Experts: Wisconsin election security bolstered by strong cybersecurity, paper trails, decentralization

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On the eve of the 2018 midterm elections, computer security specialists from across the country descended on the DEFCON 26 Hacking Conference in Las Vegas. These “white hat” hackers sought to probe the security features of voting machines and election systems in an effort to identify weaknesses. The results were alarming to election security experts.

Hackers at DEFCON’s Voting Village found that an 11-year old trained only in basic coding techniques was able to hack into a mock-up of Florida’s election results website and change its reported vote totals.

Conference attendees were also able to identify a vote tabulation machine — the Election Systems & Software M650 — that could be hacked in under two minutes, or as the report says, “within the time it takes to vote.”

In recent years, Wisconsin’s election security practices have come under scrutiny, most notably by Democrats in the U.S. House Administration Committee, who concluded in July 2018 that Wisconsin was one of the 18 states most vulnerable to cyber attacks on election infrastructure.

But less than a year later and with spring elections on April 2, clerks and administrators across the state felt they were prepared to deal with the growing cyber threat.

“I’m sure everything can get hacked. There’s always a way, but it doesn’t keep me up at night,” said Chris Jenkins, who administers elections for the Village of Elmwood Park in Racine County.

Jenkins’ view largely reflects the consensus of elections officials statewide. Wisconsin has addressed cyber challenges by building an election framework its advocates say is both strong and decentralized, backed by laws that put safeguards in place to ward off bad actors.

Elections security concerns are two-pronged: Experts worry about the security of voter registration systems and vote tabulation devices.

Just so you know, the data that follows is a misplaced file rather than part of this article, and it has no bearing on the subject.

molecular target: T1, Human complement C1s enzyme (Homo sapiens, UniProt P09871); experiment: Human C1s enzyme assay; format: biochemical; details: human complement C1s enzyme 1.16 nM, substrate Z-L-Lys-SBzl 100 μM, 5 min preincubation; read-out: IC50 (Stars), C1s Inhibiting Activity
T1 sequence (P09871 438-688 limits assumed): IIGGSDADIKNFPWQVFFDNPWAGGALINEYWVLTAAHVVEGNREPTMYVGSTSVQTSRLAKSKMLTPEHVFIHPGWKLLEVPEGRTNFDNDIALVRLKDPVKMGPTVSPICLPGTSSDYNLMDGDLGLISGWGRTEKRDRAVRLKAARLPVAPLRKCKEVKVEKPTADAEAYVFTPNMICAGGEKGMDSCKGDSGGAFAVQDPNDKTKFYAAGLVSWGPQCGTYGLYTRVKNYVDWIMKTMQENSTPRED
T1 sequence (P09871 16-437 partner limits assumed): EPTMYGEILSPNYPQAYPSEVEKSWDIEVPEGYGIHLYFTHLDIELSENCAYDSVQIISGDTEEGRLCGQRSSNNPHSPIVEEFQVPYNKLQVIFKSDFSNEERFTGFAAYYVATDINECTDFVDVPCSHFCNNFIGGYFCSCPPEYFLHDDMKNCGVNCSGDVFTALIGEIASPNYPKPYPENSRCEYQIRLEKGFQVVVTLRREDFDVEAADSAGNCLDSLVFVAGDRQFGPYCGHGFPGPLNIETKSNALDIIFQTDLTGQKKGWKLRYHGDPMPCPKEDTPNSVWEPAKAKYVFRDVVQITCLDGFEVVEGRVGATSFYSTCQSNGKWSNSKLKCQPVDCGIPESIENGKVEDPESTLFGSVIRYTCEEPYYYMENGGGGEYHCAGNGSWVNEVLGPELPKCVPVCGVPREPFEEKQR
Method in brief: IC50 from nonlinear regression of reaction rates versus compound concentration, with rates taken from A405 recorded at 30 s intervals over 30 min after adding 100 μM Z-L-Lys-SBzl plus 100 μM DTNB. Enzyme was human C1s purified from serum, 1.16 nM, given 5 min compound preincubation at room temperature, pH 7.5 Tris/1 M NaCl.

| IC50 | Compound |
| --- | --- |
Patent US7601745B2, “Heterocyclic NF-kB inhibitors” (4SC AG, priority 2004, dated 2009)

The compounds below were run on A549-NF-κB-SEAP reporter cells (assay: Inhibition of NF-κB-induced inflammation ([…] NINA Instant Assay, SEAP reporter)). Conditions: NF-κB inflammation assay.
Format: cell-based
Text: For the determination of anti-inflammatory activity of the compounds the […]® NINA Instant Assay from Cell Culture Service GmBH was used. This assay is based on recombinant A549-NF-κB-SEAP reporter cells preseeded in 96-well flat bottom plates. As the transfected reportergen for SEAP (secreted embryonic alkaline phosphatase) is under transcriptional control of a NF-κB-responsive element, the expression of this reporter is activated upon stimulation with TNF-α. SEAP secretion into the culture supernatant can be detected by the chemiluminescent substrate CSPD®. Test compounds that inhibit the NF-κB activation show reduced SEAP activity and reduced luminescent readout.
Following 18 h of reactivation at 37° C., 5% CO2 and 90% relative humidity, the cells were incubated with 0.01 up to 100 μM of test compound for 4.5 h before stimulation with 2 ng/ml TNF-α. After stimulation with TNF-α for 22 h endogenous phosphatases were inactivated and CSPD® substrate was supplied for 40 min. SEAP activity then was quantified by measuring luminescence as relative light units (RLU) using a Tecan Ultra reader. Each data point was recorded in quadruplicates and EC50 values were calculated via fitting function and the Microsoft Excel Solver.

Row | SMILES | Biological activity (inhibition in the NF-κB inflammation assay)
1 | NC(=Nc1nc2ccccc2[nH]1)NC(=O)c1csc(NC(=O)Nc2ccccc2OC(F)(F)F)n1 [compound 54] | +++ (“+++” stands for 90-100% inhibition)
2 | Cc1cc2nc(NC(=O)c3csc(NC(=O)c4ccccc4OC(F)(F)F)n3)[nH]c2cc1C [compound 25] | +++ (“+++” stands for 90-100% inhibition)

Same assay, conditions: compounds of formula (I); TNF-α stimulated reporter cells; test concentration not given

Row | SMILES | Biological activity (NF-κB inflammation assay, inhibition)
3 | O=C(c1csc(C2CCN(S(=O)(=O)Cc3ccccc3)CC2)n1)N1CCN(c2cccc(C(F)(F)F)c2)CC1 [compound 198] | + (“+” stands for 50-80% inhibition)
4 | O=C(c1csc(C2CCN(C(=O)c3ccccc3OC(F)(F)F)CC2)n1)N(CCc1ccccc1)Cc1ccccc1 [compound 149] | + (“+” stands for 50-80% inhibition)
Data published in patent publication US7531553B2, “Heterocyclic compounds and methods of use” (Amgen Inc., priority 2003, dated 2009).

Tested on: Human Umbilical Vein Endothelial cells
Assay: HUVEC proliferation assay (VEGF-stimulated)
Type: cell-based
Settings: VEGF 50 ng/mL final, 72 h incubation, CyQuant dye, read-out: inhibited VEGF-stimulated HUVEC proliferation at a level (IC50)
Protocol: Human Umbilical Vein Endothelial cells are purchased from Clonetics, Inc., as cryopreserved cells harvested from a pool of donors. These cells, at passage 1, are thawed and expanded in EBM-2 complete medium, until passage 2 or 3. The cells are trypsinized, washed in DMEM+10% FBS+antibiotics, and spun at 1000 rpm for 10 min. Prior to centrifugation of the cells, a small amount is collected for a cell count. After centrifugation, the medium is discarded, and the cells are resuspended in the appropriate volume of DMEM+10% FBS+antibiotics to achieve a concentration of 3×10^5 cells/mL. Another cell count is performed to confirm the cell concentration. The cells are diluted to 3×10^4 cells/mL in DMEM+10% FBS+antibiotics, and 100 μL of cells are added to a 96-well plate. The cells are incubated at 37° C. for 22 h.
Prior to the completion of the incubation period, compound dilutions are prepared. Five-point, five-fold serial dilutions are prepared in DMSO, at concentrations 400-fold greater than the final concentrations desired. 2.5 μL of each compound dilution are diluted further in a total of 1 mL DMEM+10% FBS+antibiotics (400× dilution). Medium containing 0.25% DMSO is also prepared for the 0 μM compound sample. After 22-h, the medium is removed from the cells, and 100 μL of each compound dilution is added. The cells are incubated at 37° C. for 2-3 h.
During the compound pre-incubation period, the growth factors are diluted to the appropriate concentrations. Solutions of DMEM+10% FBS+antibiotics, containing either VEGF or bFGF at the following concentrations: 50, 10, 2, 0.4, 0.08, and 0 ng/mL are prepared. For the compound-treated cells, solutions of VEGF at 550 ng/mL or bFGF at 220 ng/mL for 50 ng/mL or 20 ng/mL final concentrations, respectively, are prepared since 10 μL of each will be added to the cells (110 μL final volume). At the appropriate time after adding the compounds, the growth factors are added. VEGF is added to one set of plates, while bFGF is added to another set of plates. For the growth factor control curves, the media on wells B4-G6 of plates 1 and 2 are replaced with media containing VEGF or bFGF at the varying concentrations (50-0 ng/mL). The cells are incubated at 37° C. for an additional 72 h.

The Wisconsin Elections Commission is the state agency tasked with overseeing the WisVote system. The system was built in-house, from the ground up. Other states use pre-built systems purchased from third-party vendors that have been shown to be vulnerable. The successful hack of Illinois’ election database by Russian operatives in July 2016, for example, was carried out using the same basic technique that the 11-year-old at the Voting Village used to hack a mock-up of Florida’s site.

But Elections Commission spokesman Reid Magney said Wisconsin’s voter registration system would have repelled that attack.

“Our system is not vulnerable to that type of attack, because it’s built on a modern platform, and in addition to the platform it’s built on, the system is protected by the State of Wisconsin’s enterprise firewalls and other security systems,” he said.

Those security features successfully repelled attacks on the state’s voter registration system in 2016. While the WisVote system is externally strong, its large number of users presents a security challenge. Doug Jones, a computer science professor at the University of Iowa who specializes in electronic voting security, noted that by aggregating voter rolls into one central location, potential bad actors are given a central target to attack.

“With so many users on the system, it’s comparable to links in a chain,” he said.

“You’re only as strong as your weakest link.”

But Magney said the Elections Commission has gone to great lengths to strengthen each of those links.

In 2018, the commission received an award from the U.S. Election Assistance Commission for the cybersecurity training it provides to every election official with access to the WisVote system. The training teaches clerks and their staff techniques to browse safely, develop secure passwords, detect and avoid phishing emails and shore up their computers’ security.